Saint Brigid of Kildare – Readings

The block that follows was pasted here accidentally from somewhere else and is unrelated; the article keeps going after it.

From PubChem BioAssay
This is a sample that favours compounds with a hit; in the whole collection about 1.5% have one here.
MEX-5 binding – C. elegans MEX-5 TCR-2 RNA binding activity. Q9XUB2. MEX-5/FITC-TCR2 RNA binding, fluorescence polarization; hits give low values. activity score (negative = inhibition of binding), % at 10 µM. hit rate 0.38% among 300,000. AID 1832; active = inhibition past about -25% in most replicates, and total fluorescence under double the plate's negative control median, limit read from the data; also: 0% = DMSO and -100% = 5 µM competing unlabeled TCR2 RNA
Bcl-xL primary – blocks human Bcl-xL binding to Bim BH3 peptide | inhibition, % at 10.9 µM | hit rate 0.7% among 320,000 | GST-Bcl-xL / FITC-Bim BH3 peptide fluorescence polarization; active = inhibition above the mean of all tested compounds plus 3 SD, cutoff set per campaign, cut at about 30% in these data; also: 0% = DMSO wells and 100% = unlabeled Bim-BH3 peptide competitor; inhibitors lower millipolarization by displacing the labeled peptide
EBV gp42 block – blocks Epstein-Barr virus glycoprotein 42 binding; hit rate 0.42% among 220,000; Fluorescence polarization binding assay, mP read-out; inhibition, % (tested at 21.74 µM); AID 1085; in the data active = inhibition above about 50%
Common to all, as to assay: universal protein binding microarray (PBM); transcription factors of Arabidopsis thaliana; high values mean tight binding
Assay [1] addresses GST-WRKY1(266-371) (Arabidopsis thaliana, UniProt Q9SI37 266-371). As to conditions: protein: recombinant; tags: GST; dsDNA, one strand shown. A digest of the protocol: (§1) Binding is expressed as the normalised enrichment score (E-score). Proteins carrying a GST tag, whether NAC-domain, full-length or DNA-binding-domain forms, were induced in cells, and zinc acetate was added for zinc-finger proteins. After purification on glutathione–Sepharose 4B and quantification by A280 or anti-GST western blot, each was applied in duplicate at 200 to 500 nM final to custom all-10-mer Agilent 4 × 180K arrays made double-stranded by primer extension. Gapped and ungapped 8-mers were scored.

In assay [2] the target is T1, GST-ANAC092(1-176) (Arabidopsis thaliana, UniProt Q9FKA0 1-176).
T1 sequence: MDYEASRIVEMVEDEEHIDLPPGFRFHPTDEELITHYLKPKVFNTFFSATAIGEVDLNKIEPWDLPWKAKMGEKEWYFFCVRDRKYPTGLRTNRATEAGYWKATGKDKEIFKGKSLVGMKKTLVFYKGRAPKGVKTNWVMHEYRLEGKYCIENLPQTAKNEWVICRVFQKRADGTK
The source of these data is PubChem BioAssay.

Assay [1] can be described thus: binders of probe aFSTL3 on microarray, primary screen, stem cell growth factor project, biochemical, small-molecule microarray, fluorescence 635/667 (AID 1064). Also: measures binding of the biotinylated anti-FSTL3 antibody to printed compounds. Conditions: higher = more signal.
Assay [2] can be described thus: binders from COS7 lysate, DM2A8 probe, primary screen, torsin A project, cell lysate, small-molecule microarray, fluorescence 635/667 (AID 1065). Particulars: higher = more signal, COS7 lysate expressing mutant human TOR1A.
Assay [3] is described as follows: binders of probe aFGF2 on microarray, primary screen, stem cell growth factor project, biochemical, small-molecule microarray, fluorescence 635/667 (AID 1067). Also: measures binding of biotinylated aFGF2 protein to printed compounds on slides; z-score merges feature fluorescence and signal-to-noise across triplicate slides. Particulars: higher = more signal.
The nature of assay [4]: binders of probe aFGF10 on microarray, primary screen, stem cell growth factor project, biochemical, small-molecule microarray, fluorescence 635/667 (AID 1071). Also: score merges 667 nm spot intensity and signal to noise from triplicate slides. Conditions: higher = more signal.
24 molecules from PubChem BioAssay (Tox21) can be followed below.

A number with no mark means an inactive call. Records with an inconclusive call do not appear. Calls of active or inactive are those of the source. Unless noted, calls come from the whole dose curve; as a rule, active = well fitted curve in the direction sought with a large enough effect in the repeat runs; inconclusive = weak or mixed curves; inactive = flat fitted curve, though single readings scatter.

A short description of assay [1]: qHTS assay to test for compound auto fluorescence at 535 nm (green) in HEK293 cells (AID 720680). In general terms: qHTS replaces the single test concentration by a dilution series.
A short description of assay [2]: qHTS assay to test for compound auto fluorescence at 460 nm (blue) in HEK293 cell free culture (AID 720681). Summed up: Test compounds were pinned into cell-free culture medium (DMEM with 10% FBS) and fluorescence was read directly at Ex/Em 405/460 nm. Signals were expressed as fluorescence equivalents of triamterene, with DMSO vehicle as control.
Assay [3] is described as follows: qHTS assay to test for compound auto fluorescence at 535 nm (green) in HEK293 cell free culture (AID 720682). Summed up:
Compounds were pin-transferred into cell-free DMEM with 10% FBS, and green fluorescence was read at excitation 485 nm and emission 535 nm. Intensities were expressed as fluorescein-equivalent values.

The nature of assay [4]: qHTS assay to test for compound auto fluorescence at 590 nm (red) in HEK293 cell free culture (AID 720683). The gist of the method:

Saint Brigid of Kildare – Commentary on Romans 12:3-13; Ps 148; Mark 3:31-35 or Luke 11:27-2There is a choice of two Gospel readings for today's feast. In Mark 3:31-35 we read that the mother of Jesus and his family members had arrived to the place where Jesus was. We had been told a little earlier that they had been looking for him and were saying, "He is out of his mind." Perhaps they were responding to the accusations of the Scribes that Jesus was possessed by an evil spirit – Beelzebul. Standing outside the place where Jesus was, they sent in word to call him. In the place where Jesus was, the crowd seated around Jesus told him, "Your mother and your brothers are outside asking for you." But, looking around at those seated together with him, Jesus responded: "Here are my mother and my brothers. Whoever does the will of God is my brother and sister and mother." The key word in this passage is ‘outside'. The family of Jesus were on the ‘outside'. Those ‘inside' are those who are truly with Jesus, those who identify fully with him. In the family of Jesus a new set of relationships is established. It is not based on blood but on being ‘inside' with Jesus and to be with Jesus is to accept entirely his message and to be one with him in his mission to establish the Kingdom on earth. Mary, the mother of Jesus, was, of course, on the inside. She was the one who had said in response to the angel, "See the maidservant of the Lord; let it happen to me according to your word." And this was a pledge she kept right up to that terrible day when she stood by her Son dying an appalling death on the cross. Brigid, too, answered the call of Jesus to enter religious life against the wishes of her father. It was a call to a deeper relationship and to a more committed way of life. The alternative Gospel reading is from Luke 11:27-28. One day, while Jesus was addressing the crowds and obviously with great effect, a woman in the crowd called out: "Blessed is the womb that bore you and the breasts at which you nursed!" It would be as if someone today were to say, "God bless the woman that produced a son like you!" To this Jesus replied, "Rather, blessed are those who hear the word of God and follow it." We do, of course, give Mary special honour as the Mother of the Son of God. It makes her unique in the whole world and was an extraordinary privilege. But Jesus is saying that his Mother's real greatness is elsewhere. Her being chosen as the Mother of Jesus was pure gift on God's part. We might say it was passive greatness. Jesus is saying that Mary's real greatness originates in that unconditional ‘Yes' that she gave to the angel, a ‘Yes' that she never once withdrew, so that she stood by the side of her Son to the painful end, even when his chosen disciples had fled to preserve their lives. We might say that same of Brigid. Her greatness was not in her administrative skills, in being abbess of a large monastery of men and women or in the influence she had in the building up of the Irish Church. Rather, it was in her total dedication to the love and service of Christ her Lord such that even in her lifetime she was seen as a saint. The First Reading is from the Letter of Paul to the Romans (12:3-13). Here Paul is emphasising the communal nature of the church. Individuals are not to see themselves on a higher plane than others. And he compares the Christian community to the human body in which there are many different parts, with different functions. But each part has a common role – to work for the wellbeing of the whole and not just in its own interests. And he lists a number of gifts or charisms which can be found in any community: prophecy, ministry, teaching, sharing resources and so on. There is often a strong tendency for Catholics to see themselves in a very individualistic way and to look on the ‘Church' as a provider of what they need to ‘lead a good life' and ‘be in the state of grace' so that they can ‘go to heaven'. But this image that Paul gives in today's reading is really what the Church is meant to be – a community of brothers and sisters all actively contributing to the spiritual and material wellbeing of each other. Would that our parishes would be more like this! The religious life of which Brigid, too, was a part is a living out of this reading and is meant to be a sacramental model for the way the whole Church lives.

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